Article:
26 April 1986. The Chernobyl Nuclear Power Plant ‘explodes,’ making it the most destructive nuclear disaster, which then silently killed everything in its path. 25 years later another nuclear disaster takes place in a distant part of the world. The Fukushima Daiichi Power Plant is hit by a tsunami, which triggers the meltdown of its nuclear reactors. Just like Chernobyl, the Fukushima disaster has had a negative impact on the environment, with wind and rain carrying the radioactive material inland and contaminating more than 25,000 hectares of farmland. Japan’s most important agricultural regions get affected.
Its lands are no longer safe to grow any crops. Until now. Environmental technology specialists from METER enters the scene. The scientific team has collaborated with Dr. Masaru Mizoguchi from The University of Tokyo and the NPO Fukushima Saisei, and together they figured out a plan which allows them to decontaminate the damaged soil. This serves as an invitation for farmers to grow perfectly safe rice once again. Even though there is data that proves that rice from the contaminated areas is safe to eat, no one buys it because they don’t trust or understand the scientific data. And you can’t blame them…
That’s why METER took a step forward and worked closely with creative agency Serviceplan to develop a book that’s entirely made of rice. “Made in Fukushima” is a literary project which unveils an experience written with rice straw from the Fukushima’s decontaminated fields. The book was created to give a helping hand to the people within the vicinity of the plant and make them understand how METER’s decontamination method works, reassuring them that the rice grown in Fukushima is now safe to be consumed by anybody.
The book contains 296 pages and uses a wide range of resources to describe the Fukushima situation, including photography, interviews, reports, background information, data, and visualizations. The publication also introduces historical images, poetry, and scientific papers. Still, the authors put the most stress on data, which were visualized through different techniques.
The project aims to help farmers and communities around Fukushima recover after the disaster, by inviting them to safely farm on these lands yet again.
The plan of the creative agency—which is dedicated to the entrepreneurial success of its clients and is a market leader in the development and realization of integrated communication concepts—was to turn METER’s scientific data into something that anyone can understand. So, the team came up with the idea of creating a natural book. Thanks to the fact that METER had access to a lot of environmental and agricultural data, the artists had plenty of information to incorporate within the book’s pages. There were months of research, during which the scientists added more data on demographics, economy, science, and ecology from various sources. Various visits to Fukushima allowed the experts to measure the radiation levels, which also became an important part of the book.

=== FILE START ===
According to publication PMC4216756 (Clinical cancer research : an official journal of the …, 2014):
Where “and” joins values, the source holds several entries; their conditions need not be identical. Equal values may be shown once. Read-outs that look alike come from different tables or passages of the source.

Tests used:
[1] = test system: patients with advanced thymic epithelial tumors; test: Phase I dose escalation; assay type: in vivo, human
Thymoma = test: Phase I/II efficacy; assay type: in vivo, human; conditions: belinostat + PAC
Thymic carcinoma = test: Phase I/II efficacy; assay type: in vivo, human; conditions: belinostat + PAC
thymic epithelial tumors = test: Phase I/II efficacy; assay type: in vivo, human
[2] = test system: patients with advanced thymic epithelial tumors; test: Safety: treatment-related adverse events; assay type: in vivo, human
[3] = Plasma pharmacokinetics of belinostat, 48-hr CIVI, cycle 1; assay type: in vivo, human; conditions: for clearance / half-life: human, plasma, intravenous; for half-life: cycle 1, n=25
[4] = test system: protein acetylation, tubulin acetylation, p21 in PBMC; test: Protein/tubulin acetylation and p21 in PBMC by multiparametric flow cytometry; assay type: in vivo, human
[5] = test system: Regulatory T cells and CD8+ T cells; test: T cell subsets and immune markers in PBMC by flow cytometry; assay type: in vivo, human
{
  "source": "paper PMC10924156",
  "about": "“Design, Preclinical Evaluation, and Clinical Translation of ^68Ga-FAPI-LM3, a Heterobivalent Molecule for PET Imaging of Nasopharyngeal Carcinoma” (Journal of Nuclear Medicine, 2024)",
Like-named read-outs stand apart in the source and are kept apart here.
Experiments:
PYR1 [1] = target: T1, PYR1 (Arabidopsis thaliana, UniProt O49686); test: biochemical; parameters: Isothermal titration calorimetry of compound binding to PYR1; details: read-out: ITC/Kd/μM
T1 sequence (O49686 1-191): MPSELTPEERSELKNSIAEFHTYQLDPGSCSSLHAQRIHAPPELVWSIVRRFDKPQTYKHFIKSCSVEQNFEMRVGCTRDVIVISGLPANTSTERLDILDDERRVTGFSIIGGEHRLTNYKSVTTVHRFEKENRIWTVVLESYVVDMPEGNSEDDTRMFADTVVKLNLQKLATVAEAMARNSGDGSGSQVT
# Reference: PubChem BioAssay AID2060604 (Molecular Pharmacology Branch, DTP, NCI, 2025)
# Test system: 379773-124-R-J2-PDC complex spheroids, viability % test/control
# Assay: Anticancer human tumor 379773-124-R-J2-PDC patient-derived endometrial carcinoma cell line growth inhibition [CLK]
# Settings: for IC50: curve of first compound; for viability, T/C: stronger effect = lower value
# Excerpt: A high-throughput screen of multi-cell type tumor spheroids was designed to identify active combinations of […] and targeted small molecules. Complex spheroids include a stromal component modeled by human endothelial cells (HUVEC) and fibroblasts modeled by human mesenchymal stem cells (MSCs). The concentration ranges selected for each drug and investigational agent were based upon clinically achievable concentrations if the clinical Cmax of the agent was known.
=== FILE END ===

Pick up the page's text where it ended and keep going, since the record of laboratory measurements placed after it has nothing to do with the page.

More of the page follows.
The book contains rice straw grown on decontaminated fields in Fukushima. The rice straw was harvested, dried, cleaned, cut, and crafted into paper. A crew of paper experts worked together on a series of pages that contain visible part of rice straw. Admirably, all of this was carried out without distracting from the content.
“Made in Fukushima” tells the story of the region, the disaster, the decontamination, and the stories of farmers and their products. It took more than two years to create the book, which was finally published in 2019 in a first limited edition. Some of the books were sent to METER’s clients and decision makers in the environment and food industries. This led to ongoing conversations.
Moreover, after receiving dozens of requests, the crew decided to print the next edition of the book. “In Fukushima, communities and businesses in Fukushima are regaining strength: More people are moving back, and the price of Fukushima rice and rice products is on the rise. The sustainable decontamination method is being adopted by more farmers and organizations and beyond,” claims the agency in a press release.
If it were made from Chernobyl’s soil, we would be quite careful when reading a similar book. But now that we know that Fukushima’s soil can grow such ‘crop’, we at Branding.news would give this one a read. How about you?